Yesterday I received the following solicitation from the National Arbor Day Foundation:
Note the words “STATEMENT ENCLOSED” and the block of X-ray-specs-proof squiggles that make the envelope appear all official-like. Now, I am not a member of the National Arbor Day Foundation (nor have I ever been), but my knee-jerk reaction to the “STATEMENT ENCLOSED” label was to wonder whether some identity-thieving jackass was running up my charge account with membership dues for do-goodery organizations such as this one. Upon examining the STATEMENT that was indeed ENCLOSED, I noticed that I, Storchy, was listed as a “Member,” and that the organization wanted me (a lousy deadbeat member, apparently) to cough up my “Annual Membership Dues” of $10. Having dismissed my initial identity theft theory as asinine, I fretted that I might in fact have purchased a National Arbor Day Foundation membership the previous year, after getting shit-faced on Mad Dog at my annual Arbor Day cookout and tire-burning party. I get a little emotional at those things, especially when I’m hammered.
However, I forgot my worries once I explored the contents of the envelope.
Holy balls! There’s enough recycled paper in that pile to constipate a large goatherd. It seems the National Arbor Day Foundation wishes to show its gratitude for my nonexistent support by showering me with the following gifts:
1.) Two Give-a-Tree greeting cards, with envelopes
2.) An 11 x 17 Rainforest Rescue Wall Calendar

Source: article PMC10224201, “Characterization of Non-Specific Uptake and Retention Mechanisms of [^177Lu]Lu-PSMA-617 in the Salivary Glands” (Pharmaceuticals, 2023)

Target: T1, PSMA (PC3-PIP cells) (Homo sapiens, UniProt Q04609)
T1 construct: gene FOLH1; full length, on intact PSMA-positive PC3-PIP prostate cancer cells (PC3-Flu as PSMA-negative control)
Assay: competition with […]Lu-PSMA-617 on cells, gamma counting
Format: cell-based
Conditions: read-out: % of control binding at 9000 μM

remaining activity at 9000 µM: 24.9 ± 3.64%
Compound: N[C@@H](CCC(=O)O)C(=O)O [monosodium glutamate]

3.) A book about planting and caring for trees
4.) Return address labels
5.) A bimonthly newsletter
A recycled paper product, another recycled paper product, yet another recycled paper product, a sticky recycled paper product, and a bimonthly recycled paper product. But wait! There’s more!
6.) A dozen 10-ounce bags (recycled paper bags, presumably) of their Arbor Day Specialty Coffee “that matures slowly in the shade of tall rain forest trees . . . and is produced without burning the forest to grow sun-loving commercial coffee.”
A nice idea on the surface, granted. However, I suspect the description neglects to mention that Arbor Day Specialty Coffee trees are fertilized with the freshly squeezed blood of baby lemurs, and the coffee tastes like bonobo ass with a hint of powdery mildew.
As part of my member benefits, the swell folks of the National Arbor Day Foundation will plant two trees for me free of charge. They kind of have to, really. When the world runs out of recycled paper, the National Arbor Day Foundation will need to use those trees to make more paper products that will eventually be recycled and distributed across the globe in bulk mail.
Ah, but I kid the National Arbor Day Foundation. Truth is, I’m glad I received this solicitation from such a fine, fine organization. It has taught me a great deal about protecting our environment.
Thursday, May 31, 2007
Wednesday, May 30, 2007
Donald Trump is a big, important business tycoon. He is very busy. I am not a big, important business tycoon. I am not as busy as Donald Trump.
The View is a show on television. It is on during the day when most people work. It is a show for ladies. I am a lady. Donald Trump is not a lady. He is a man. A very, very busy man, who runs casinos and stars in his own TV show and has affairs and builds shiny, pink marble skyscrapers that blot out the sun. So busy.
I have only watched The View once for about ten minutes. It was because Little Richard was on. He played a song and then he showed us everything that was in his makeup bag. Oh, Little Richard, you loveable freak show. There were many ladies on the program, but I could not tell you who they were except for Barbara Walters, who has been on television since the days when TVs only had one channel and were powered by raw potatoes.